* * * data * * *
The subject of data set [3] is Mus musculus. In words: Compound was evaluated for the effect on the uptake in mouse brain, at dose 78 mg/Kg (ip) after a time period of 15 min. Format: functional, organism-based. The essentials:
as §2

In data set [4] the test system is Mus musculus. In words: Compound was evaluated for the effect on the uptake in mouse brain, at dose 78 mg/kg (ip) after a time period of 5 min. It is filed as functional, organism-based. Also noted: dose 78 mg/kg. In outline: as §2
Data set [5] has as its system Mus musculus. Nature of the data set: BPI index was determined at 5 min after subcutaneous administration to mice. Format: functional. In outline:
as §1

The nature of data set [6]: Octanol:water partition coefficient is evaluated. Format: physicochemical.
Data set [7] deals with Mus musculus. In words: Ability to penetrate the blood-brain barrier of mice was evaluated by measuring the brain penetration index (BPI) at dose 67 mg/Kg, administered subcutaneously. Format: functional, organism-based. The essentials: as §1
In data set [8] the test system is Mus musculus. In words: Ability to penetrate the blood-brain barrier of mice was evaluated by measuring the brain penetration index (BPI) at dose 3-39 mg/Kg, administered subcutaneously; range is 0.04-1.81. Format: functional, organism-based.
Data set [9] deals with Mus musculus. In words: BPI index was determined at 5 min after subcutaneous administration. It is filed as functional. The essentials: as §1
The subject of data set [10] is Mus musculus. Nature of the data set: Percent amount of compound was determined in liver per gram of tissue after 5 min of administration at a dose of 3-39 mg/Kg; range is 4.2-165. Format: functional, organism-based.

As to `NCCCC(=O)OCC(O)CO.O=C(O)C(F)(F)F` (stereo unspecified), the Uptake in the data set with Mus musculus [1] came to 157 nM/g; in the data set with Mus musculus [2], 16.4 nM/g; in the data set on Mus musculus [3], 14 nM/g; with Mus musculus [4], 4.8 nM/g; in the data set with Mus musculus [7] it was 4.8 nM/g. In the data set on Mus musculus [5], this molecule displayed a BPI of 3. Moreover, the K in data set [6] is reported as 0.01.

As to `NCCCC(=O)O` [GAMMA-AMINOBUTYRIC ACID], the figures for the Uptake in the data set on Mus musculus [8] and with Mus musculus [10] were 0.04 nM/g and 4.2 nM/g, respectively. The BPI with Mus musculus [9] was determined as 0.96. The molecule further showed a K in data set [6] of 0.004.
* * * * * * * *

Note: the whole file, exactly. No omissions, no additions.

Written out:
The subject of data set [3] is Mus musculus. In words: Compound was evaluated for the effect on the uptake in mouse brain, at dose 78 mg/Kg (ip) after a time period of 15 min. Format: functional, organism-based. The essentials:
as §2

In data set [4] the test system is Mus musculus. In words: Compound was evaluated for the effect on the uptake in mouse brain, at dose 78 mg/kg (ip) after a time period of 5 min. It is filed as functional, organism-based. Also noted: dose 78 mg/kg. In outline: as §2
Data set [5] has as its system Mus musculus. Nature of the data set: BPI index was determined at 5 min after subcutaneous administration to mice. Format: functional. In outline:
as §1

The nature of data set [6]: Octanol:water partition coefficient is evaluated. Format: physicochemical.
Data set [7] deals with Mus musculus. In words: Ability to penetrate the blood-brain barrier of mice was evaluated by measuring the brain penetration index (BPI) at dose 67 mg/Kg, administered subcutaneously. Format: functional, organism-based. The essentials: as §1
In data set [8] the test system is Mus musculus. In words: Ability to penetrate the blood-brain barrier of mice was evaluated by measuring the brain penetration index (BPI) at dose 3-39 mg/Kg, administered subcutaneously; range is 0.04-1.81. Format: functional, organism-based.
Data set [9] deals with Mus musculus. In words: BPI index was determined at 5 min after subcutaneous administration. It is filed as functional. The essentials: as §1
The subject of data set [10] is Mus musculus. Nature of the data set: Percent amount of compound was determined in liver per gram of tissue after 5 min of administration at a dose of 3-39 mg/Kg; range is 4.2-165. Format: functional, organism-based.

As to `NCCCC(=O)OCC(O)CO.O=C(O)C(F)(F)F` (stereo unspecified), the Uptake in the data set with Mus musculus [1] came to 157 nM/g; in the data set with Mus musculus [2], 16.4 nM/g; in the data set on Mus musculus [3], 14 nM/g; with Mus musculus [4], 4.8 nM/g; in the data set with Mus musculus [7] it was 4.8 nM/g. In the data set on Mus musculus [5], this molecule displayed a BPI of 3. Moreover, the K in data set [6] is reported as 0.01.

As to `NCCCC(=O)O` [GAMMA-AMINOBUTYRIC ACID], the figures for the Uptake in the data set on Mus musculus [8] and with Mus musculus [10] were 0.04 nM/g and 4.2 nM/g, respectively. The BPI with Mus musculus [9] was determined as 0.96. The molecule further showed a K in data set [6] of 0.004.